When everything goes right during a patron’s visit, they’re usually
only left talking about the meal they had. Unfortunately, poor table management can ruin an individual’s visit
regardless of how great everything else goes. From getting restaurant booths turned over quickly to understanding the
party-size needs in a specific location, improved table-management techniques
can make a good restaurant even better.
Staff to Get Tables Turned Over Quickly
There are methods that can help get patrons in and out quickly, but in
reality, how long someone sits in a bistro chair depends completely on the
patron. By training the hostess,
waitstaff and other employees appropriately, though, a restaurateur can ensure
that tables don’t sit empty while customers are waiting to be seated.
Many restaurants do this by having the hostess periodically walk around
the establishment to see which bar tables and restaurant booths are open. Others have their servers alert the hostess
as soon as a table opens up. There are
even eateries with a dedicated busboy who does nothing other than clear off
tables as soon as patrons leave. Do
whatever it takes to make sure open tables don’t stay open long.
While there are a variety of ways for restaurants to manually handle
their table management, there are also several technological tools available to
make this job easier. From OpenTable to
Table iQ, the number of apps and software out there to assist in table
management is immense. Every one of
these tools has their own benefits, so culinary entrepreneurs should research
which will be most beneficial to their eatery.
Location When Setting Up Front of House
Walking into a restaurant like Applebee’s shows that many restaurants
plan for all party sizes. There are
tables that can hold anywhere from one person to 15. It’s important to remember, though, that this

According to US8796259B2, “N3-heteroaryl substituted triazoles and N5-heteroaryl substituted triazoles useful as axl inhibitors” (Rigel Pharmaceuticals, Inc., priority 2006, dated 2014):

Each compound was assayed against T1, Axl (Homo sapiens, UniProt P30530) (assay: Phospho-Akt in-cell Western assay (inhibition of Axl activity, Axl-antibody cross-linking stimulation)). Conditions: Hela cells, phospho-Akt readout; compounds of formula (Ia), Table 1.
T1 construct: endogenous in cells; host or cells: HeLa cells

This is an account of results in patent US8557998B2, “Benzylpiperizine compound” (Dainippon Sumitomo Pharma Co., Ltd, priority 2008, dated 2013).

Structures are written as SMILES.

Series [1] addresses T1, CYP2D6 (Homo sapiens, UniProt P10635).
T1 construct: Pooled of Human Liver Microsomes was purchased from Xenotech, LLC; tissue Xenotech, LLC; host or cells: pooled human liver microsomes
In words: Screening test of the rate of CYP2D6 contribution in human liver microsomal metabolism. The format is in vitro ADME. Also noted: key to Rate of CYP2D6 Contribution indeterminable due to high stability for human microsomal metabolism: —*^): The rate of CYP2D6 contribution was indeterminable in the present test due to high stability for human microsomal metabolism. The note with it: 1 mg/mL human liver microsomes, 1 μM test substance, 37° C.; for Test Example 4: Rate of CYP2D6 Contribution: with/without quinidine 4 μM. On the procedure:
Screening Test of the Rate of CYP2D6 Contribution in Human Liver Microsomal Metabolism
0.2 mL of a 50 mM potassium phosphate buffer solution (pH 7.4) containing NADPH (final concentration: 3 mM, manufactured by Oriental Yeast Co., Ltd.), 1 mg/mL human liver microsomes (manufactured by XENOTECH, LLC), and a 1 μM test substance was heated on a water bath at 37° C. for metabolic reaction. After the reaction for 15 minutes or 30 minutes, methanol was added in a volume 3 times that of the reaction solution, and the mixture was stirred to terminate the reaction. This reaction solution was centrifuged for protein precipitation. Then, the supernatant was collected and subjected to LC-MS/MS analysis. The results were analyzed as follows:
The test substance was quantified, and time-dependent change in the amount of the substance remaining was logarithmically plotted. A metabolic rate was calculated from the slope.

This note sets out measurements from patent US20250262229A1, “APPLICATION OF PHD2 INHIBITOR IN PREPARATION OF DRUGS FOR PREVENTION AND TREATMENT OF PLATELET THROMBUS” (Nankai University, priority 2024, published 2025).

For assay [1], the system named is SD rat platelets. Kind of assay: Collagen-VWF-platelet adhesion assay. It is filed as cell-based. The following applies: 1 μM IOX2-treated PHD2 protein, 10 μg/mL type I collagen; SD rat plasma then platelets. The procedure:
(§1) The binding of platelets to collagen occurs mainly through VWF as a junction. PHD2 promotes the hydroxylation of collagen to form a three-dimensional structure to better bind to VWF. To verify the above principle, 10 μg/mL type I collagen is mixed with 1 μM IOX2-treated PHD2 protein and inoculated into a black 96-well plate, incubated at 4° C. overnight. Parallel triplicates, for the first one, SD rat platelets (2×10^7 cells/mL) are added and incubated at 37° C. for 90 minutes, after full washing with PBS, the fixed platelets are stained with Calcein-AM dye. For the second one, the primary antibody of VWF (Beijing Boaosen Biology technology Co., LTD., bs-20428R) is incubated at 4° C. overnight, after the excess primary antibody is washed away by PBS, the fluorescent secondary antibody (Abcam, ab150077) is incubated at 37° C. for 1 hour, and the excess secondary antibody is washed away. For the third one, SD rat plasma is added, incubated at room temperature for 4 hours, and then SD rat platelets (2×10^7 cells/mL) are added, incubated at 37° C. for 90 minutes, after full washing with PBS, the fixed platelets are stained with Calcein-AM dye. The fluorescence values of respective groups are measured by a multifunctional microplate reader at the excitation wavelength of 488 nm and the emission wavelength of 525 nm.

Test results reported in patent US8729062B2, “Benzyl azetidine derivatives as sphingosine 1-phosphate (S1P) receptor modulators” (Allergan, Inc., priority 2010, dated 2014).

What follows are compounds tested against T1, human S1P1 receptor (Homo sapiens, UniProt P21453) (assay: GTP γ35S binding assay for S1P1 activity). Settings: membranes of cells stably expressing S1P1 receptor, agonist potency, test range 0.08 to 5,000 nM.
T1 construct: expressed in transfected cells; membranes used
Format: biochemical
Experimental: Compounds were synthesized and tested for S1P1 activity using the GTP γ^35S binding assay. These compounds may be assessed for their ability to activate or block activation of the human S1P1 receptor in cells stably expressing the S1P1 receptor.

is a large chain eatery. Local
restaurateurs need to consider the surrounding community when purchasing
An establishment in New York City, for instance, would do well to avoid
tables or restaurant booths meant specifically to hold large parties. These will often get no use, and in the end,
this means wasted space. Fortunately,
tables can easily be pushed together, so even if a 15-top decides to come in,
they can still be easily accommodated.
Afraid to Charge No-Shows
Not every restaurant accepts reservations, but those that do have
undoubtedly run into patrons who make reservations and then never show up. This results in tables going empty and lost
revenue. Some consumers will even make concurrent
reservations at different restaurants just so they can choose where to eat at
the last minute. Restaurateurs should
never be afraid to charge a fee in these cases, but make sure patrons know
about it when reserving.
Proper table management is essential if a restaurant hopes to be
successful. This means doing more, though,
than just hoping employees clean their tables quickly and knowing which
restaurant booths are open. It requires
focused attention and a game plan, and the aforementioned tips are a great
foundation for this plan.